# Are real and imaginary parts of fft ouput correlated?

I want to use model-based clustering to classify 1,225 time series (24 periods each). I have decomposed these time series using the fast Fourier transform and selected the harmonics that explain at least a threshold percentage of time series variance for all time series in the sample. I want to do model-based clustering on the real and imaginary parts for each transform element of a give time series because it would potentially save me from having to account for temporal autocorrelation in model awed clustering across periods of a time series. I know that each complex element of the fast Fourier transform is independent from other elements, but I do not know if the imaginary and real parts of the output for a given output element are independent. I would like to know because if they were, it would allow me to maintain the default assumption of the Mclust package in R for model-based clustering that the variables analyzed have a multivariate Gaussian distribution.

NOTE: The full FFT is not used as I have discarded the elements at negative frequencies and converted from a two-sided to a one-sided spectrum by multiplying frequencies 1 to Nyquist by two per advice here: How do I calculate amplitude and phase angle of fft() output from real-valued input?.

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The real part and the imaginary part are orthogonal (due to the sin(x) and cos(x) functions being orthogonal). This characteristic is essential to how an FFT works.

A Fourier series is an expansion of a periodic function in terms of an infinite sum of sines and cosines. Fourier series make use of the orthogonality relationships of the sine and cosine functions.

The FFT is essentially a change of basis. That says nothing about the data itself which may or may not contain correlations between the real and imaginary parts.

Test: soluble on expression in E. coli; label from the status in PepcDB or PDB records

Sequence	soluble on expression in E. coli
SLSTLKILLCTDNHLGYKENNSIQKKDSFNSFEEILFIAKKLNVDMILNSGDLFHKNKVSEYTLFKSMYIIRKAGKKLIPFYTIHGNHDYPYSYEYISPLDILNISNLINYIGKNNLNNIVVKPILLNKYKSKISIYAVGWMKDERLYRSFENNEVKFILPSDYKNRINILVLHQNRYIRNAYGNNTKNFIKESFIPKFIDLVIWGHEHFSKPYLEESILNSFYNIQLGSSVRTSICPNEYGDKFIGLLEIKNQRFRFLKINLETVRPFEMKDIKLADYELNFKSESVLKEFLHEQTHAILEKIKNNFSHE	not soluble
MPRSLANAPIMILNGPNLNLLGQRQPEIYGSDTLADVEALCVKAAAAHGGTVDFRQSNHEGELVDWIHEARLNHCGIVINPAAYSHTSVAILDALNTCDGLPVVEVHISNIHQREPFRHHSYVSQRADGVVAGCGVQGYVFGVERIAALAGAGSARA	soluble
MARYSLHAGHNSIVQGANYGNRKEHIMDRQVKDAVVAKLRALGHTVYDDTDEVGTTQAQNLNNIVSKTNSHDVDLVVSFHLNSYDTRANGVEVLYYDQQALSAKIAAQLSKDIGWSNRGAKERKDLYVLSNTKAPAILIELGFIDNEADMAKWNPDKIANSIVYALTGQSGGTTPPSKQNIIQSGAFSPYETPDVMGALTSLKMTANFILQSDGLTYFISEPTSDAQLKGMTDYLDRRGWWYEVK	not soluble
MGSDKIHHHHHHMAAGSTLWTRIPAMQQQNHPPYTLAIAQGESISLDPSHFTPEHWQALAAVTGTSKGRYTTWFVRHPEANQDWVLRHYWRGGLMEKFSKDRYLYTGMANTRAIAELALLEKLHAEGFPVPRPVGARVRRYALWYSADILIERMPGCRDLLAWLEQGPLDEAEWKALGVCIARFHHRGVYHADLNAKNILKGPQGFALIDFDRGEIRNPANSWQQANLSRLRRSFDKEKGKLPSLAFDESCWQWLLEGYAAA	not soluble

With respect to the edited question, "How do I calculate amplitude and phase angle of fft() output from real-valued input?." The way to convert the real component and imaginary components to magnitude and phase angle is `magnitude = (real_part ** 2 + imaginary_part ** 2) ** 0.5` and `angle=arctan2(imaginary_part, real_part)`. It is the same as a rectangular-to-polar conversion.

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Good answer - I would just add though that clustering is far more likely to be successful/meaningful with phase/magnitude rather than real/imaginary components –  Paul R Nov 26 '11 at 5:52
But aren't phase and magnitude necessarily dependent on one another because they are functions of the real and imaginary parts? Aftr clustering it would be straightforward to calculate them –  Brash Equilibrium Nov 26 '11 at 15:47
This question appears to conflate "independent" (in the sense of statistical distributions) with "orthogonal" (in the sense of spaces of functions). As such the answer makes a mathematically correct but irrelevant statement and arrives at an incorrect answer to the problem as stated, as explained in comments in a cross-post at stats.stackexchange.com/questions/18969/…. However, it turns out that in this problem the full FFT is not used (although that is not disclosed). –  whuber Nov 26 '11 at 16:44
Linear independence has nothing to do with statistical independence. @whuber's statement is correct. –  cardinal Nov 26 '11 at 23:59
I have posted a full explanation at stats.stackexchange.com/q/19013/919 and added some commentary to differentiate the concepts of independence, which is the focus of this question, and orthogonality, which is not. –  whuber Nov 27 '11 at 16:00
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